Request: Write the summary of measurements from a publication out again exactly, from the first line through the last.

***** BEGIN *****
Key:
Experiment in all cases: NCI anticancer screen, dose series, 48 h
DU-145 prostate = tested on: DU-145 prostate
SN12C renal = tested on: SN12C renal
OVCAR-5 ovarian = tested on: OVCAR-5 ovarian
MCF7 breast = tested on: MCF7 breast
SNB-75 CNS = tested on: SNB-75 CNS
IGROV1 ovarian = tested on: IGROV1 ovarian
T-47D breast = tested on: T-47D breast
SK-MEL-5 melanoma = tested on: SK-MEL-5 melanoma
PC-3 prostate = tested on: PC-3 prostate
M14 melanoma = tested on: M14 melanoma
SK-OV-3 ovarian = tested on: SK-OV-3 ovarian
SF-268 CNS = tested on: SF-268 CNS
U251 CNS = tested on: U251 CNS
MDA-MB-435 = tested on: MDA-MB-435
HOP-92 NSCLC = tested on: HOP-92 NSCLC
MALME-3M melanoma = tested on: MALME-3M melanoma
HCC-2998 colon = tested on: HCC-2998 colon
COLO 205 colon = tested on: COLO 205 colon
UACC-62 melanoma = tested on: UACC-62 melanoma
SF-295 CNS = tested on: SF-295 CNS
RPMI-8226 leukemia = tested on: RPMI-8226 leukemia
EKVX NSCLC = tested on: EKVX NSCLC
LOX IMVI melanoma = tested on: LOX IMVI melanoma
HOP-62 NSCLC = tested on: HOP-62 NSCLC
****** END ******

Key:
Experiment in all cases: NCI anticancer screen, dose series, 48 h
DU-145 prostate = tested on: DU-145 prostate
SN12C renal = tested on: SN12C renal
OVCAR-5 ovarian = tested on: OVCAR-5 ovarian
MCF7 breast = tested on: MCF7 breast
SNB-75 CNS = tested on: SNB-75 CNS
IGROV1 ovarian = tested on: IGROV1 ovarian
T-47D breast = tested on: T-47D breast
SK-MEL-5 melanoma = tested on: SK-MEL-5 melanoma
PC-3 prostate = tested on: PC-3 prostate
M14 melanoma = tested on: M14 melanoma
SK-OV-3 ovarian = tested on: SK-OV-3 ovarian
SF-268 CNS = tested on: SF-268 CNS
U251 CNS = tested on: U251 CNS
MDA-MB-435 = tested on: MDA-MB-435
HOP-92 NSCLC = tested on: HOP-92 NSCLC
MALME-3M melanoma = tested on: MALME-3M melanoma
HCC-2998 colon = tested on: HCC-2998 colon
COLO 205 colon = tested on: COLO 205 colon
UACC-62 melanoma = tested on: UACC-62 melanoma
SF-295 CNS = tested on: SF-295 CNS
RPMI-8226 leukemia = tested on: RPMI-8226 leukemia
EKVX NSCLC = tested on: EKVX NSCLC
LOX IMVI melanoma = tested on: LOX IMVI melanoma
HOP-62 NSCLC = tested on: HOP-62 NSCLC